A comprehensive national framework for online safety education is overdue, say a growing consensus of educators - and a new report commissioned by Australia's eSafety Commissioner provides a detailed blueprint for constructing it.
“Online safety education is more than curriculum — what to teach — and pedagogy — how to teach it. It must also include consideration of wider social conditions in which schools are located”
Best Practice Framework for Online Safety Education (Stage 1) June 2020
Based on a wide-ranging review of relevant research and best practice, the key findings from the June 2020 report, prepared by researchers from the Faculty of Education, Queensland University of Technology, highlight the current gaps in online safety education for K-12, while addressing questions like;
The study found existing frameworks, both in Australia and abroad, lacked depth and scope. It called instead for a comprehensive, multicomponent approach, drawing on concepts of digital citizenship, social and emotional learning, and risk and protection - reflecting the full range of issues, risks and harms affecting both students and parents.
The study also highlighted the need to embed online safety holistically, across a broad range of school policies - including those around student wellbeing, acceptable use, incident reporting, bullying and codes of conduct.
The researchers identified four main content themes as forming the core of online safety education:
Digital citizenship - defined as equipping students with “the skills and knowledge to effectively use digital technologies to participate in society, communicate with others and create and consume digital content” safely and responsibly.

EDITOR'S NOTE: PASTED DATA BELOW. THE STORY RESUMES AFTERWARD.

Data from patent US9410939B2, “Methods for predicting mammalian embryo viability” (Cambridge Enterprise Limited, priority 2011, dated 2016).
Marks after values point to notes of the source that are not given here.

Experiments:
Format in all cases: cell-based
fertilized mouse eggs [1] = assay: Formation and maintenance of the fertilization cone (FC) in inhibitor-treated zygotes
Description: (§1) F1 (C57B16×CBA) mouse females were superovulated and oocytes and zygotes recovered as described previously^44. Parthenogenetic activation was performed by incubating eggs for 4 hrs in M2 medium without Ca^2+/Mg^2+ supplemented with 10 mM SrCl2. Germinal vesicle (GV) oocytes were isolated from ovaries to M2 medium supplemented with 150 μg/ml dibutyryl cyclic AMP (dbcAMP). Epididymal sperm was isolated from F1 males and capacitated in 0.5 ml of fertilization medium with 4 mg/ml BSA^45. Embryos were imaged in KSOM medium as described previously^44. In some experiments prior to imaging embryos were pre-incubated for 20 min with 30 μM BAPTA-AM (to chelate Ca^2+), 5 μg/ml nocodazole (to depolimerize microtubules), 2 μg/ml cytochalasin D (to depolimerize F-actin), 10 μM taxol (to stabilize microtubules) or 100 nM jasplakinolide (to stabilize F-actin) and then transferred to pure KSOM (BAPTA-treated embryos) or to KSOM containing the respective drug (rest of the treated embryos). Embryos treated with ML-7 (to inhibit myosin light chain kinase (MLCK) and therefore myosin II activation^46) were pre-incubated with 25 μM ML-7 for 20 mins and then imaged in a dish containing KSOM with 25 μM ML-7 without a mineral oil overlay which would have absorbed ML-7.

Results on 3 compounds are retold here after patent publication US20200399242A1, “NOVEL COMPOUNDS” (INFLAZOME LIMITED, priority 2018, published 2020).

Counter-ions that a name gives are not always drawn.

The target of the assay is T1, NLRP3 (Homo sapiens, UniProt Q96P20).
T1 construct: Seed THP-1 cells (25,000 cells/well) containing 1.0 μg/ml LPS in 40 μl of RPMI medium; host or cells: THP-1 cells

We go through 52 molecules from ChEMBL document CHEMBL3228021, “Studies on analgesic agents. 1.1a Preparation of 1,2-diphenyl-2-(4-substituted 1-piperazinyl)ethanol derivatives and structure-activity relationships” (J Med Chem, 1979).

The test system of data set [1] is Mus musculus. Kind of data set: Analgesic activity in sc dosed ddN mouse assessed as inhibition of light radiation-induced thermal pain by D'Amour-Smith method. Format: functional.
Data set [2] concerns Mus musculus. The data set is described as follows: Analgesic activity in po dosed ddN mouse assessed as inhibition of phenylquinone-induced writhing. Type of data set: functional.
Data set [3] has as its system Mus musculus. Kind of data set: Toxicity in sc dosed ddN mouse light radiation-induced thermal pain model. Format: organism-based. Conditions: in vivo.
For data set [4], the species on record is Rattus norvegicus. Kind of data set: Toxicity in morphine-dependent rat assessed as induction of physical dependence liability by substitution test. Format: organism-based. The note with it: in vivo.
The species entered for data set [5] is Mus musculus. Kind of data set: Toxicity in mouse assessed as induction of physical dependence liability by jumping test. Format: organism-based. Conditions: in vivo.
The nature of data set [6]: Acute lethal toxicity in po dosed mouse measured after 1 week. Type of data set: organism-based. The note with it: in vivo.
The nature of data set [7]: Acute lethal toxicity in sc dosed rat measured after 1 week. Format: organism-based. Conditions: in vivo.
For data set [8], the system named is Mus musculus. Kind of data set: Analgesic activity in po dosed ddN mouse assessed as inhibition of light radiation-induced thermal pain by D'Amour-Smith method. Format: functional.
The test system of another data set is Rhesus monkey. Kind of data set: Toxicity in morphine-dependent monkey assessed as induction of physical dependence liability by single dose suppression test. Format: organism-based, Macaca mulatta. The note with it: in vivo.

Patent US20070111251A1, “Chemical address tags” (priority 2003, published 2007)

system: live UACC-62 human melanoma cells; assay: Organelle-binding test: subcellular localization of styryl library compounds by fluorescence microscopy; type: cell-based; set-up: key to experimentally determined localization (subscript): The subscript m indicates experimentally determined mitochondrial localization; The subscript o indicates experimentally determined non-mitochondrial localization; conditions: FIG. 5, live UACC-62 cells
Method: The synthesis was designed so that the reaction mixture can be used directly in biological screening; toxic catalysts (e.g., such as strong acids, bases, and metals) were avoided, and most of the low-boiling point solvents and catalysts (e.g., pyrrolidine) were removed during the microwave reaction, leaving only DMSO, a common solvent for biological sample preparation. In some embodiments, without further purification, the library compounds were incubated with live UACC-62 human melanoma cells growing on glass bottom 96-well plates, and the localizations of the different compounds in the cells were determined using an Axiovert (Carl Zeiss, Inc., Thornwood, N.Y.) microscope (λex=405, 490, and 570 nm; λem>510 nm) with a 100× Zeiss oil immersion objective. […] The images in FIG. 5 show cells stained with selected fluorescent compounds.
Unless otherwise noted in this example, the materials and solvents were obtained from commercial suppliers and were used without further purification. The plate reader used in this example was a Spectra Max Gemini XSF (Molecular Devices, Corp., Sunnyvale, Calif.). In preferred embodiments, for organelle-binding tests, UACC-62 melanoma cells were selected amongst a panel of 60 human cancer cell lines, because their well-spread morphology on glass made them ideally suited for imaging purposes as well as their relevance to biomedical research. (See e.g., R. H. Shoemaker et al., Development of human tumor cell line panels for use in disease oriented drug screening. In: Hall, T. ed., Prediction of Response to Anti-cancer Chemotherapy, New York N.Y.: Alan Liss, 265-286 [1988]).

Social and emotional learning - understood as “the process through which children and adults understand and manage emotions, set and achieve positive goals, feel and show empathy for others, establish and maintain positive relationships, and make responsible decisions.”
Specific risks - timely, evidence-based information regarding cyberbullying, online sexual abuse, internet/gaming addiction, online pornography, hate speech, etc.
Help-seeking - education, training and support around preventing and responding to online safety issues as a protective factor against victimisation, and as a set of behaviour that can be taught and learned.
Advocating a system-wide approach to online safety education, the researchers strongly endorsed coordination within larger school systems and communities - eg. state and territory departments of education, Catholic diocesan education offices and other Independent school authorities - as opposed to ad-hoc school-by-school initiatives.
Specific recommendations called for school systems to:
Among other recommendations for improvement, the study advised school leaders to be alert to issues of duty of care and liability in negligence as they pertain to online safety, citing Principle 8 of the National Principles for Child Safe Organisations, which requires that:
“Risks associated with [technological] platforms [be] minimised through all necessary means, including: education of children and young people, parents, staff and volunteers about expectations of online behaviour; the application of safety filters; and communication protocols.
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